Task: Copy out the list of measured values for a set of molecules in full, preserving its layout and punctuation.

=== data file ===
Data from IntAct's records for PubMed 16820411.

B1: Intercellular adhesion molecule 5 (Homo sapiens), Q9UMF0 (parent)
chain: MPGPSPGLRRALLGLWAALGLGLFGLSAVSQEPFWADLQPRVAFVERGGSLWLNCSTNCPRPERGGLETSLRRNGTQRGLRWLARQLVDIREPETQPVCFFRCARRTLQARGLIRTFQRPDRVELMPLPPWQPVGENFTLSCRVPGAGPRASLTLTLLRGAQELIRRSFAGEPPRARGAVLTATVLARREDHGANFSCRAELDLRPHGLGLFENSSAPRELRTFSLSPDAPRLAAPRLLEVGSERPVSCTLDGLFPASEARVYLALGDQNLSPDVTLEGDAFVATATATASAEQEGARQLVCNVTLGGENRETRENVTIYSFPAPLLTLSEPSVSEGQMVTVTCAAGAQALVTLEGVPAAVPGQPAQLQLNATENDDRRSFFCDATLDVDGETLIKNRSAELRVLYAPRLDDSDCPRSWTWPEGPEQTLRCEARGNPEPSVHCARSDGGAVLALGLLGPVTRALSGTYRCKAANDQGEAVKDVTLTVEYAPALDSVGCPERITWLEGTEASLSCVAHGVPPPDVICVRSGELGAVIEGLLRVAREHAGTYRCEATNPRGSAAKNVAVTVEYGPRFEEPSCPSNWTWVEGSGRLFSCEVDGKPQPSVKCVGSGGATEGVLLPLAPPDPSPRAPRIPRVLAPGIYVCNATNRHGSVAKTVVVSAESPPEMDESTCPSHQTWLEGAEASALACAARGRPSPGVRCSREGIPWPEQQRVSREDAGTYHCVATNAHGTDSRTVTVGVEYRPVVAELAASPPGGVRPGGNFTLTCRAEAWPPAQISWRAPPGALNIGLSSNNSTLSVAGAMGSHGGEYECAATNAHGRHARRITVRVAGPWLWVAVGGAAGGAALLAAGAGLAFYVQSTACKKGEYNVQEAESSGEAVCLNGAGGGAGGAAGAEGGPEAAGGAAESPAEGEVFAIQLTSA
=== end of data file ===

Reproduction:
Data from IntAct's records for PubMed 16820411.

B1: Intercellular adhesion molecule 5 (Homo sapiens), Q9UMF0 (parent)
chain: MPGPSPGLRRALLGLWAALGLGLFGLSAVSQEPFWADLQPRVAFVERGGSLWLNCSTNCPRPERGGLETSLRRNGTQRGLRWLARQLVDIREPETQPVCFFRCARRTLQARGLIRTFQRPDRVELMPLPPWQPVGENFTLSCRVPGAGPRASLTLTLLRGAQELIRRSFAGEPPRARGAVLTATVLARREDHGANFSCRAELDLRPHGLGLFENSSAPRELRTFSLSPDAPRLAAPRLLEVGSERPVSCTLDGLFPASEARVYLALGDQNLSPDVTLEGDAFVATATATASAEQEGARQLVCNVTLGGENRETRENVTIYSFPAPLLTLSEPSVSEGQMVTVTCAAGAQALVTLEGVPAAVPGQPAQLQLNATENDDRRSFFCDATLDVDGETLIKNRSAELRVLYAPRLDDSDCPRSWTWPEGPEQTLRCEARGNPEPSVHCARSDGGAVLALGLLGPVTRALSGTYRCKAANDQGEAVKDVTLTVEYAPALDSVGCPERITWLEGTEASLSCVAHGVPPPDVICVRSGELGAVIEGLLRVAREHAGTYRCEATNPRGSAAKNVAVTVEYGPRFEEPSCPSNWTWVEGSGRLFSCEVDGKPQPSVKCVGSGGATEGVLLPLAPPDPSPRAPRIPRVLAPGIYVCNATNRHGSVAKTVVVSAESPPEMDESTCPSHQTWLEGAEASALACAARGRPSPGVRCSREGIPWPEQQRVSREDAGTYHCVATNAHGTDSRTVTVGVEYRPVVAELAASPPGGVRPGGNFTLTCRAEAWPPAQISWRAPPGALNIGLSSNNSTLSVAGAMGSHGGEYECAATNAHGRHARRITVRVAGPWLWVAVGGAAGGAALLAAGAGLAFYVQSTACKKGEYNVQEAESSGEAVCLNGAGGGAGGAAGAEGGPEAAGGAAESPAEGEVFAIQLTSA